But for the Parks Department, which would not comment for this story, the assessment provided conclusive evidence that the project would not pose any negative health or environmental impacts. In September 1999, the Parks Department signed off on the environmental assessment, allowing Ferry Point Partners to avoid preparing an environmental impact statement. An EIS would have required much more intensive testing at the landfill as well as extensive public participation.

Ferry Point Partners was not required by city or state officials to test groundwater at the site, nor does it plan to. When asked whether there were groundwater monitoring wells at the site, developer Pierre Gagne responded in an e-mail: “The land fill is 40 years old. Any leachate activity is preexisting, if any exists. This project does not contemplate causing any additional leachate.”

But Jefferson Atkins, an engineer who reviewed the project’s environmental assessment for NYCEJA, says he would have placed a well every 250 feet on slopes heading down to the river. “Leachate could already be discharging to the East River,” he says. “They are putting a million cubic yards of soil and construction debris there. It’s like standing on top of a bag of wet garbage–it’s going to squeeze out.”

Golf course architects say that it is standard operating procedure to test groundwater on a landfill where construction is taking place, to avoid liability lawsuits later. “You’d put in more than one groundwater monitoring well. You’d ring the site,” says Tim Nugent. “If you want to protect yourself from someone making accusations down the line, without establishing a baseline [measure of contamination] there’s no way to assess what you’ve done versus what was there before.”

Nugent sounded surprised to learn Ferry Point Park doesn’t have any groundwater monitoring wells. “I don’t know why a developer wouldn’t require the city to put in a groundwater monitoring well,” he says.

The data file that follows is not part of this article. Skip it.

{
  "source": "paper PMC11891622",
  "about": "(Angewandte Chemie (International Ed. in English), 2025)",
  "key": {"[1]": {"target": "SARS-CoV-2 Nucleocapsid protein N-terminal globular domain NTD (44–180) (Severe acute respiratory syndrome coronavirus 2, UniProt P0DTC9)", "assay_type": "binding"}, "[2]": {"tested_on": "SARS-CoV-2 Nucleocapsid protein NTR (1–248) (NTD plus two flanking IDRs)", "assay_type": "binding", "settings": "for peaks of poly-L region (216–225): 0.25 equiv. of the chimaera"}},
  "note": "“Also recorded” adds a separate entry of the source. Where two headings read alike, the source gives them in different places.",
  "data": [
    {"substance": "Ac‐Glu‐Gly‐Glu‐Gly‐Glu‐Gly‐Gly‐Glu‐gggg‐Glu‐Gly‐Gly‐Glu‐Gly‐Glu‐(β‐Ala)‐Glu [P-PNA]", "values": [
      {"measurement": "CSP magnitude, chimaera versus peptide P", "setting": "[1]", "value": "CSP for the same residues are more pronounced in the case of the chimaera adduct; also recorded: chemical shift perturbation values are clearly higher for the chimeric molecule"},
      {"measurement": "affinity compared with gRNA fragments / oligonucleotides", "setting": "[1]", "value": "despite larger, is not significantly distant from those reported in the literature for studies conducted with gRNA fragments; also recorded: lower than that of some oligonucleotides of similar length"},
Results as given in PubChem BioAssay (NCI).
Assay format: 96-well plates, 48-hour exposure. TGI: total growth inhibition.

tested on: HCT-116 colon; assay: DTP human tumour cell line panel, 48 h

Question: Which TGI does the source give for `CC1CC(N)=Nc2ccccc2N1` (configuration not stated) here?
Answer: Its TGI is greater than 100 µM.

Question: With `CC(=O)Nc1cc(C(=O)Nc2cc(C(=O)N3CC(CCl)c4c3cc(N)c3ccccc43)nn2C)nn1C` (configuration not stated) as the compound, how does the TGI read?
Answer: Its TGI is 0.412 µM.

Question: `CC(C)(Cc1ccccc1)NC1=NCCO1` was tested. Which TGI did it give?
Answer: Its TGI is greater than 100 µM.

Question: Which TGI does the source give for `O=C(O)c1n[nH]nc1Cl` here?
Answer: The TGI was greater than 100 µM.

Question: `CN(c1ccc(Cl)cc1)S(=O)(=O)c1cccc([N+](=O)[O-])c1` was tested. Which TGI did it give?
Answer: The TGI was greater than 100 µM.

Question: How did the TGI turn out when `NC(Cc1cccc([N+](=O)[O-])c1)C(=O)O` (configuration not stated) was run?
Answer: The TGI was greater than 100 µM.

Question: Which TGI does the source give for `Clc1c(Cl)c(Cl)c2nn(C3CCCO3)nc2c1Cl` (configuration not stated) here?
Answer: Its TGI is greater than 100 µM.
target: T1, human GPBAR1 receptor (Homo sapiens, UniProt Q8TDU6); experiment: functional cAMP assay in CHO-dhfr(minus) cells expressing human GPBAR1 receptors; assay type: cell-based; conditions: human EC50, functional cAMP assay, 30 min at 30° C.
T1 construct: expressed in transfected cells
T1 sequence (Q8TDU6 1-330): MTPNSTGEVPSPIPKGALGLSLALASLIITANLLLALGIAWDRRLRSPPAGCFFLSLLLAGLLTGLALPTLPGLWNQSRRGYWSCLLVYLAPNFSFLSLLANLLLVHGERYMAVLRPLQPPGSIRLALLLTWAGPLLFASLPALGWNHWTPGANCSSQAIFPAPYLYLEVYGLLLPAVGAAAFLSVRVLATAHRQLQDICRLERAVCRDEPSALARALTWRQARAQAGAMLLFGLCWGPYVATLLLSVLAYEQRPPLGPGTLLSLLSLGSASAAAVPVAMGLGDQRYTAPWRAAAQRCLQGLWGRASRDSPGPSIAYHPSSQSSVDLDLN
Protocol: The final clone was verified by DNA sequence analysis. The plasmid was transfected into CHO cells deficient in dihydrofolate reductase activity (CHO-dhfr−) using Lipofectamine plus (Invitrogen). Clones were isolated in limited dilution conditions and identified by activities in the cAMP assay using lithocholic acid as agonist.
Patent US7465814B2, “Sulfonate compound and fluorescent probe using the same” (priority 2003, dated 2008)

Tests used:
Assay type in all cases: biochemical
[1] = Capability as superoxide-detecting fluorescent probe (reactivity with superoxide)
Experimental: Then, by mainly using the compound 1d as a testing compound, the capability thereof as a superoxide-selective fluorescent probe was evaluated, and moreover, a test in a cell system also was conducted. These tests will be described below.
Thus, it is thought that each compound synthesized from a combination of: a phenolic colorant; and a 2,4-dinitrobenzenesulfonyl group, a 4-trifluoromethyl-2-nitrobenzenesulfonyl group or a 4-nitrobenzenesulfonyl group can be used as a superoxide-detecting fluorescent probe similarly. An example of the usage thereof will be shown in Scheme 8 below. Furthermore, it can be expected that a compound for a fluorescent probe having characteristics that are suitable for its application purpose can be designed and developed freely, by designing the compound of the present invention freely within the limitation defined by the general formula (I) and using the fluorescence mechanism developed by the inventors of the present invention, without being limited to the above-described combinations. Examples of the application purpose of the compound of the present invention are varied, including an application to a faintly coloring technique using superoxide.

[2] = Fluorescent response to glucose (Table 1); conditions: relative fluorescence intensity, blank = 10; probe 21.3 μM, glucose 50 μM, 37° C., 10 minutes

The absence of monitoring wells certainly works to Ferry Point Partners’ advantage. Its franchise contract with the city indemnifies the limited liability company against lawsuits stemming from conditions at the site that predate its arrival. Without a baseline, it could be very difficult to pinpoint whether a problem emerged under the city’s watch or on theirs.

The cap installed in 1988–over the section of Ferry Point Park closest to the residential area–did provide a modicum of protection, says Atkins, who has been involved in numerous landfill closings in upstate New York. “The theory is just like Egyptian mummies–it keeps the contents dry; you don’t have the leachate from the water that leaks out from rainfall,” explains Atkins. “Also, if the garbage doesn’t get wet, then the organics don’t break down biologically so you don’t get the methane and the hydrogen sulfide that gives off the rotten egg smell.”

But the developers have not yet explained how they have managed to level acres of hills and valleys without disturbing the protective cap that was contoured to fit them. “As built” drawings by the engineering firm Woodward Clyde, produced in 1988, clearly show a clay cap installed.

The environmental assessment, by contrast, doesn’t even mention a clay cap. Instead, the document refers to “additional closure operations conducted more recently in the 80’s.” “It was just additional soil in the 80s,” says Ferry Point Partners’ Stephen Kass. “The city did not put on an impervious cap of a material like clay–nor would that have been a good idea,” because, he says, it would have impeded the natural venting of methane.

State environmental officials, who have been taking an increasingly active role in overseeing the project, are allowing the developers to tear up what DEC calls “cover material” in two places for man-made lakes which will be used for irrigation and some pesticide runoff. The lakes, which will cover about 10 percent of the site, will be lined with a geomembrane liner, which is made of high-tech synthetic materials.